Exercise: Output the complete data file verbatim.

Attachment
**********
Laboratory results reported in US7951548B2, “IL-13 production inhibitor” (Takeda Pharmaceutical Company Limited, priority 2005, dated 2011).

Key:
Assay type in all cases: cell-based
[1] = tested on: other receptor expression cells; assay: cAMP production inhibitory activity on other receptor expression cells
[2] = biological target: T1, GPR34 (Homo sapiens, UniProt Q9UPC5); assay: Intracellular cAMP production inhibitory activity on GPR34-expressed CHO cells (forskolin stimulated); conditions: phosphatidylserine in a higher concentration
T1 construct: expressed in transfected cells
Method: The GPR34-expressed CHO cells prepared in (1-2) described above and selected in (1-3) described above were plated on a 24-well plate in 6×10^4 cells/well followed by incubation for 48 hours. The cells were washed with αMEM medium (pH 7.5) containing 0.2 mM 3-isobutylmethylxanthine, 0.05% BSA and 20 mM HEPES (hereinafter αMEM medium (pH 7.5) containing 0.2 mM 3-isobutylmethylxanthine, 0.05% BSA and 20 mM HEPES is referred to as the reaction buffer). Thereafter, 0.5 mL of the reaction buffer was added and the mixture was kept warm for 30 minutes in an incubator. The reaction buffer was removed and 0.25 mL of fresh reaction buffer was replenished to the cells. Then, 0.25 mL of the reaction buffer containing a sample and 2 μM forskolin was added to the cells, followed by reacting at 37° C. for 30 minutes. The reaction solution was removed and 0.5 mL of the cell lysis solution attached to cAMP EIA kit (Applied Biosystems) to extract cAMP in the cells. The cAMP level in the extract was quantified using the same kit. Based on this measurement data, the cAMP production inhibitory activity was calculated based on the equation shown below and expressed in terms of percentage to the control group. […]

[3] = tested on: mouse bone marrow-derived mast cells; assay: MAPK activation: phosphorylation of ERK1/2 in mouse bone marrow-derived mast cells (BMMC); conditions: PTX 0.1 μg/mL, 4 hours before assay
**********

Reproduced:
Laboratory results reported in US7951548B2, “IL-13 production inhibitor” (Takeda Pharmaceutical Company Limited, priority 2005, dated 2011).

Key:
Assay type in all cases: cell-based
[1] = tested on: other receptor expression cells; assay: cAMP production inhibitory activity on other receptor expression cells
[2] = biological target: T1, GPR34 (Homo sapiens, UniProt Q9UPC5); assay: Intracellular cAMP production inhibitory activity on GPR34-expressed CHO cells (forskolin stimulated); conditions: phosphatidylserine in a higher concentration
T1 construct: expressed in transfected cells
Method: The GPR34-expressed CHO cells prepared in (1-2) described above and selected in (1-3) described above were plated on a 24-well plate in 6×10^4 cells/well followed by incubation for 48 hours. The cells were washed with αMEM medium (pH 7.5) containing 0.2 mM 3-isobutylmethylxanthine, 0.05% BSA and 20 mM HEPES (hereinafter αMEM medium (pH 7.5) containing 0.2 mM 3-isobutylmethylxanthine, 0.05% BSA and 20 mM HEPES is referred to as the reaction buffer). Thereafter, 0.5 mL of the reaction buffer was added and the mixture was kept warm for 30 minutes in an incubator. The reaction buffer was removed and 0.25 mL of fresh reaction buffer was replenished to the cells. Then, 0.25 mL of the reaction buffer containing a sample and 2 μM forskolin was added to the cells, followed by reacting at 37° C. for 30 minutes. The reaction solution was removed and 0.5 mL of the cell lysis solution attached to cAMP EIA kit (Applied Biosystems) to extract cAMP in the cells. The cAMP level in the extract was quantified using the same kit. Based on this measurement data, the cAMP production inhibitory activity was calculated based on the equation shown below and expressed in terms of percentage to the control group. […]

[3] = tested on: mouse bone marrow-derived mast cells; assay: MAPK activation: phosphorylation of ERK1/2 in mouse bone marrow-derived mast cells (BMMC); conditions: PTX 0.1 μg/mL, 4 hours before assay